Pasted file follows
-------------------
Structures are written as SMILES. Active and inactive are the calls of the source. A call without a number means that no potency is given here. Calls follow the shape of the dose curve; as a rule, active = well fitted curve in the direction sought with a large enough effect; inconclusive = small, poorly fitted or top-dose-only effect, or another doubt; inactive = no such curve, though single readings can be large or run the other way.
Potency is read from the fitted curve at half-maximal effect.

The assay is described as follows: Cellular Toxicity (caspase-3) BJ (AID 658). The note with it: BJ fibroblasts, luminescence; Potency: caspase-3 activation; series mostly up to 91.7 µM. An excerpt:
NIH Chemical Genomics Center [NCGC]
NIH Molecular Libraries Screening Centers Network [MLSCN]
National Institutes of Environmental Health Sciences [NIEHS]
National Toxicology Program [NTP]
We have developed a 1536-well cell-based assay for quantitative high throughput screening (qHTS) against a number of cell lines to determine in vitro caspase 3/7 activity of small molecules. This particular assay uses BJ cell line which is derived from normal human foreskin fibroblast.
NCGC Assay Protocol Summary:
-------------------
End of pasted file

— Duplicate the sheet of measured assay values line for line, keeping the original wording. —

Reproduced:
Structures are written as SMILES. Active and inactive are the calls of the source. A call without a number means that no potency is given here. Calls follow the shape of the dose curve; as a rule, active = well fitted curve in the direction sought with a large enough effect; inconclusive = small, poorly fitted or top-dose-only effect, or another doubt; inactive = no such curve, though single readings can be large or run the other way.
Potency is read from the fitted curve at half-maximal effect.

The assay is described as follows: Cellular Toxicity (caspase-3) BJ (AID 658). The note with it: BJ fibroblasts, luminescence; Potency: caspase-3 activation; series mostly up to 91.7 µM. An excerpt:
NIH Chemical Genomics Center [NCGC]
NIH Molecular Libraries Screening Centers Network [MLSCN]
National Institutes of Environmental Health Sciences [NIEHS]
National Toxicology Program [NTP]
We have developed a 1536-well cell-based assay for quantitative high throughput screening (qHTS) against a number of cell lines to determine in vitro caspase 3/7 activity of small molecules. This particular assay uses BJ cell line which is derived from normal human foreskin fibroblast.
NCGC Assay Protocol Summary: